“I think it will have a mixed impact,” he said. “It will make it possible for more development of affordable housing and also increased revenues for Isla Vista, but it could also increase property values because of the renovations.”
According to the IVMP outline, the Master Plan seeks to “incorporate an appropriate amount of affordable housing within the community. Housing opportunities would be provided for families, students, university faculty and staff and area workers within Isla Vista.”
In addition, the County Redevelopment Agency will see increased revenues - currently about $2 million per year - with which they will fund the public projects outlined in the plan.
The changes introduced by the plan could lead to between 800 and 1400 new units throughout I.V., according to Kris Miller-Fisher, executive staff assistant to 3rd District Supervisor Brooks Firestone.
“There hasn’t been the financial impetus for developers to build this much in the past,” Fisher said. “That could change with the passage of the Master Plan.”
Although the IVPAC had their plan for a parking permit program shot down earlier this year, the IVMP seeks to alleviate the severe lack of parking through a multifaceted approach.
First, the plan would install metered parking and minimize the number of red curbs along Pardall Road. Additional spaces could be obtained by negotiating for shared use of surplus spaces, particularly from private lots that planners believe are under-utilized. The combination of these efforts would add anywhere from 200 to 300 spaces to the greater downtown area.
Goldstein said the county hopes to eventually construct a parking structure to serve the downtown I.V. area. An underground parking lot is also being considered, depending on what space is available.
“The parking agency is in negotiation with land owners about a possible purchase for underground parking in I.V.” Goldstein said. “But it’s just too early to know where or how large scale it would be.”
In addition to the extra parking spaces, the IVMP could create a new community center, tentatively located at Estero Park, so long as the plan’s Environmental Impact Report - a document that details the possible environmental hazards associated with construction - is approved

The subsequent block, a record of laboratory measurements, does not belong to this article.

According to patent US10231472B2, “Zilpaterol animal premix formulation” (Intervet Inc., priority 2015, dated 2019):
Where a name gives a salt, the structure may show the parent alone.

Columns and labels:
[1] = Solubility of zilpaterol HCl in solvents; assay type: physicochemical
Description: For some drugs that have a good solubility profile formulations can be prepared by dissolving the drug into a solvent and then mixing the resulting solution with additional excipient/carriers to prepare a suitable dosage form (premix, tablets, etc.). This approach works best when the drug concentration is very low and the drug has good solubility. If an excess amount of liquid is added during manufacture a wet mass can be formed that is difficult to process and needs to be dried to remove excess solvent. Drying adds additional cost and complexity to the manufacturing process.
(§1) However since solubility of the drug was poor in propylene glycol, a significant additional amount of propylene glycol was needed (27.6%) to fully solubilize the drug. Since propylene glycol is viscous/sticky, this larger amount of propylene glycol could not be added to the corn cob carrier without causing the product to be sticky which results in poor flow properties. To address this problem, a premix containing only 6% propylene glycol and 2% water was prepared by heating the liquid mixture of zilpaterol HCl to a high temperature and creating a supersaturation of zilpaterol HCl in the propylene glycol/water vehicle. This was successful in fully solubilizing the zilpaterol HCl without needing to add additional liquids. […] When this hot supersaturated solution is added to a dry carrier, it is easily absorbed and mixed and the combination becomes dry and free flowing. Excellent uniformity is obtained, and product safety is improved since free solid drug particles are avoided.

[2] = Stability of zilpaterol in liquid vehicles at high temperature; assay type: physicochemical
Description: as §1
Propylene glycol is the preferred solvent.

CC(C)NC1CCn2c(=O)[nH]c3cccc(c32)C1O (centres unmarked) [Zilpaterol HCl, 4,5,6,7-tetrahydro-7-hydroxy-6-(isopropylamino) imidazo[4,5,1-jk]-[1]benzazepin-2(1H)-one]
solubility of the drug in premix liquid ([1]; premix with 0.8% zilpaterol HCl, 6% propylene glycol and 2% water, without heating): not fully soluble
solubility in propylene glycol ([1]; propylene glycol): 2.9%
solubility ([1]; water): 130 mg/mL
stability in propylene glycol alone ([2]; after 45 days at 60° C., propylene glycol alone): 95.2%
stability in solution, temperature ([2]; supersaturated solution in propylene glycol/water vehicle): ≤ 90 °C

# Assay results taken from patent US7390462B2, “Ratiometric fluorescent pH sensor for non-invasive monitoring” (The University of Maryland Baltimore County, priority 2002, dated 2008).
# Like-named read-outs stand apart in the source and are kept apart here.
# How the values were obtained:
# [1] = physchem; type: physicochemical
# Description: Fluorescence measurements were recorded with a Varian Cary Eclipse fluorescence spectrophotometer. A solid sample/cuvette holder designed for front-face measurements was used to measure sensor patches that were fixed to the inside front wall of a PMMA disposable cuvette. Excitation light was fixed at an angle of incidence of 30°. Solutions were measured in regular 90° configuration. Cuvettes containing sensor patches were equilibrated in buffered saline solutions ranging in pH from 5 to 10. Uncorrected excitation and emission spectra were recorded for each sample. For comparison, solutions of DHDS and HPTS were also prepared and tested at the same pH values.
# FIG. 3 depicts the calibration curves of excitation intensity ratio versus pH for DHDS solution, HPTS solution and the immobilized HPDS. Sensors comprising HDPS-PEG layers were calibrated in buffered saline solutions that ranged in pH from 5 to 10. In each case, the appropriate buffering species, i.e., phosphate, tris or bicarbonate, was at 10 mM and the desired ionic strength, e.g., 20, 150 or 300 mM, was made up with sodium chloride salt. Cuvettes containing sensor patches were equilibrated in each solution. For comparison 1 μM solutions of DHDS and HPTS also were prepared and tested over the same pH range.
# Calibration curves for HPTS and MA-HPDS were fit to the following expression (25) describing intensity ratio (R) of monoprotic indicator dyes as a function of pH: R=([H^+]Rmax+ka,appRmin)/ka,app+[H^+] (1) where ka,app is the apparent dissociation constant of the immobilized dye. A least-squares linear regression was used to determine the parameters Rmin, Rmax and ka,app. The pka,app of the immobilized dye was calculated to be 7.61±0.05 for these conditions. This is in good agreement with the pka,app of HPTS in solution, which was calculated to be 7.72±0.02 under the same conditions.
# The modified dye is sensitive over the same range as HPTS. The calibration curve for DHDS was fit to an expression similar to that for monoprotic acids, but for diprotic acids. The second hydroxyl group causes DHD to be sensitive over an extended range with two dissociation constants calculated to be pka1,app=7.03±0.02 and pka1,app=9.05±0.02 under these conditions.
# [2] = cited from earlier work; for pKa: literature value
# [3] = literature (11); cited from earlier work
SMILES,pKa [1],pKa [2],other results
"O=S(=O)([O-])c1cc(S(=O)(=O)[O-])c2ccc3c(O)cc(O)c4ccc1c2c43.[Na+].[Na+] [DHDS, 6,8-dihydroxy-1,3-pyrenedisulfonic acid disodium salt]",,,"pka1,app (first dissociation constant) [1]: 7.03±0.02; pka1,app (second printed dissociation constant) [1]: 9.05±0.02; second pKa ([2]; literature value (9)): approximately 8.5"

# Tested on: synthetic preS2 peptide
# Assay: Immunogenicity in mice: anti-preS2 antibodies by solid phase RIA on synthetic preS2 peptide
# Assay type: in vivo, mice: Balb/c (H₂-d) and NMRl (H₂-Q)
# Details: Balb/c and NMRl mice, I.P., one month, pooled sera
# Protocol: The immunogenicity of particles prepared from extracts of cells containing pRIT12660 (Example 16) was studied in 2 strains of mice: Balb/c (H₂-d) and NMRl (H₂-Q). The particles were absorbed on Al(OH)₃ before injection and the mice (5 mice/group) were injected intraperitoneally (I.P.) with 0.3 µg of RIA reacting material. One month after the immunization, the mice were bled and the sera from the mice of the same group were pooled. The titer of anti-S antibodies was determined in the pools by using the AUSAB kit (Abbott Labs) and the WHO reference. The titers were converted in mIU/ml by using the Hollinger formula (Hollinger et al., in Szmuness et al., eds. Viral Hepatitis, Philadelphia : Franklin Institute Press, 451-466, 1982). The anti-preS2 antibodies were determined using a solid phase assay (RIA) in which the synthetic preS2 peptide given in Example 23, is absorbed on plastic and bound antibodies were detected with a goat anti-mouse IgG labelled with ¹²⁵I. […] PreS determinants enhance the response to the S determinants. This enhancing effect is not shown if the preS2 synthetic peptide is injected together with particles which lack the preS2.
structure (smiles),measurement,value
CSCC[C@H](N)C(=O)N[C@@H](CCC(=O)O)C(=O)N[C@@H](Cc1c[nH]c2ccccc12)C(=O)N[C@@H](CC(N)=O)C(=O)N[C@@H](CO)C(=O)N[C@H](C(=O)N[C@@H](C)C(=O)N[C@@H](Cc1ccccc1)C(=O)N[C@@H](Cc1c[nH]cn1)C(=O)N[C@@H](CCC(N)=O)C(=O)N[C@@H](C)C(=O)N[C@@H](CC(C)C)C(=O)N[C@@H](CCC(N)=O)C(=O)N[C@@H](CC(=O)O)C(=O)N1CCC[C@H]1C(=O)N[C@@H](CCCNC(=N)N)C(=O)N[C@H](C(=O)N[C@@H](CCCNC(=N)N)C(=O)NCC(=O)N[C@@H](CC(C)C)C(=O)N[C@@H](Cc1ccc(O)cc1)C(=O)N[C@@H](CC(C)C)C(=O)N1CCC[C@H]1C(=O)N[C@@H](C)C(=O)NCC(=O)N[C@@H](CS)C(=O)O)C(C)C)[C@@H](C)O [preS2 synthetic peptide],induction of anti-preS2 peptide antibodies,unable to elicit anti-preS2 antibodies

This community center would include a nearby skate park, new basketball courts and a soccer field. The Isla Vista Recreation and Park District, a five-member board which assists in developmental oversight, will fund construction of the new playing field in part with a $1 million grant it received from the State of California for new athletic fields.
IVRPD General Manager Dale Sumersille said soccer fields would be constructed first and the basketball courts and skate park would follow. In the meantime, IVRPD and active community members would attempt to accommodate the athletic facilities, the community gardens and the community center all within the confines of Estero Park.
Although Goldstein predicts sending the IVMP to the County Board of Supervisors for approval as early as this summer, the plan must also be approved by the California Coastal Commission, which will determine whether the environmental impact of the plan is acceptable - a process that could take up to 18 months.
IVRPD Vice-Chairman and PAC seat holder Ken Warfield said he was confident that the plan was environmentally conscious, but unsure of CCC’s future decision.
“You never know with the Coastal Commission because they think we have a single constituency,” Warfield said, referring to the greater UCSB community. “It depends on what UCSB’s development plan is.”
IVRPD member Diane Conn said the environmental impacts of the IVMP projects would increase the challenges I.V. currently faces.
“The plan proposes to increase the density of I.V. 20 percent, so you have all the same problems we do now up 20 percent,” Conn said. “There will be impacts to noise, parking, social and police services.”
While some individuals disagree with the Isla Vista Master Plan, all can agree that a monumental amount of time has been spent on it. Goldstein and board members have held more than 50 meetings about the plan and have spent countless hours planning and debating the future of I.V.
The process of creating the IVMP began in 2000...
For full text of this article, along with images of what is envisioned, please go to:
DN: Not So Simple Plan